::: Home ::: About ::: Twitter ::: Foodies and Friends :::

23 August 2011

Pichi-pichi


I love pichi-pichi.  It is part of my "happy food" category, because whenever there is a birthday celebration in my previous job in Manila we'd have pork barbecue, spaghetti, palabok, and pichi-pichi.  Only one bilao of pichi-pichi is usually served, and runs out really fast!  Can't get enough of the sweet, soft cassava encased in shredded coconut.


It was my first time to cook pichi-pichi yesterday.  I must say, it's one of the easiest things to make.  Perhaps it's because I got store-bought grated coconut meat!  The tricky part is the steaming process as it's all about safety.

Aside from the dried coconut meat, I took other liberties with this recipe.  I did not use lihiya or lye water, which is essentially caustic soda (or potassium hydroxide).  Pichi-pichi recipes call for this ingredient but I am not familiar with this so I skipped it altogether.  Also, I used Pandan Flavouring which I mistook for Pandan Extract.  The latter must be a concentrated version and so would work much better I think.  But Pandan Flavour's what I had in the pantry and so that's what I used. At any rate, I noted the measurements below.

But the proof of the cooking is in the eating!  So, even with the absence of lye water and use of Pandan Flavour (instead of Extract), how was the taste?  My wife and mother-in-law approves!  Although it reminds me more of the macapuno balls sold in Baguio's sweets stores than pichi-pichi.

I used macaroon-sized silicon moulds for my pichi-pichi, producing a yield of 48.  My mother-in-law also noted that using brown sugar would be better as it will give a bit of colour to the pichi-pichi.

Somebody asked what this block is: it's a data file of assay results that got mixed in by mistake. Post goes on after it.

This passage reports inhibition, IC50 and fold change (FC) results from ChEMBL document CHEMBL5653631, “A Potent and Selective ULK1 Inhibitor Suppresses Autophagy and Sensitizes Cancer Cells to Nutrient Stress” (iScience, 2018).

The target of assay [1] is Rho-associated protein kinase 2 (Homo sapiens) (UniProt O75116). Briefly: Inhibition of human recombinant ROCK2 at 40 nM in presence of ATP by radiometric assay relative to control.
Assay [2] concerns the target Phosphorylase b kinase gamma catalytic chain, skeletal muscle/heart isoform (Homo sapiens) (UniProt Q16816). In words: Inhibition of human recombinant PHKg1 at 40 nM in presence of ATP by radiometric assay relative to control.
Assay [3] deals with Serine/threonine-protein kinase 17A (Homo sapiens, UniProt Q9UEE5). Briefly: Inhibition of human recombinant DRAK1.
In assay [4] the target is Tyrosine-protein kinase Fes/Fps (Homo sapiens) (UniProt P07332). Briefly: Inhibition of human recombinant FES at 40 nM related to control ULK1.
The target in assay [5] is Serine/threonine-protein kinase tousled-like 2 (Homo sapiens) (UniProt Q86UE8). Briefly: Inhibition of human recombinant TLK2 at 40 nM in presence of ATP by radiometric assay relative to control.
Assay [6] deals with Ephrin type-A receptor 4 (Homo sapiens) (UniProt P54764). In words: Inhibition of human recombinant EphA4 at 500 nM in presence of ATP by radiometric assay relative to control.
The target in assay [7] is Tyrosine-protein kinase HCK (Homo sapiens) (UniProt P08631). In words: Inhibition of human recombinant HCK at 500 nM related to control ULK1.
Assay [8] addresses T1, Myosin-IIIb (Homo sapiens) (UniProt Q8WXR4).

Ingredients:
1 pack (16oz / 454g) grated cassava
1 cup white sugar (brown preferred)
1.5 cups water
shredded / grated coconut (get fresh if you can!)
2 tsp pandan flavour (add a couple more teaspoons if you like) OR 1/2 tsp pandan extract

Procedure:
Place the cassava, water, sugar, and pandan in a bowl and mix thoroughly.  About 5-8 minutes' worth of continuous mixing should do the trick.  Cassava is starchy so you should see the mixture thicken up a bit and form a thin film on your spoon when you raise it.

Place the mixture onto your moulds and steam for about 15-20 minutes or until the top is slightly thick and gelatinous in texture.


Remove from the steamer, and let it cool a bit for easier handling, then pry off the moulds and drop onto a bowl with grated coconut meat.  I found using a fork makes it easy to remove the cooked cassava from the moulds.

Roll these onto the coconut meat for a nice coating.  This can be served already after these have fully cooled, making the cassave pieces firmer and chewable.

Now wasn't that easy?  Mix, steam, and roll!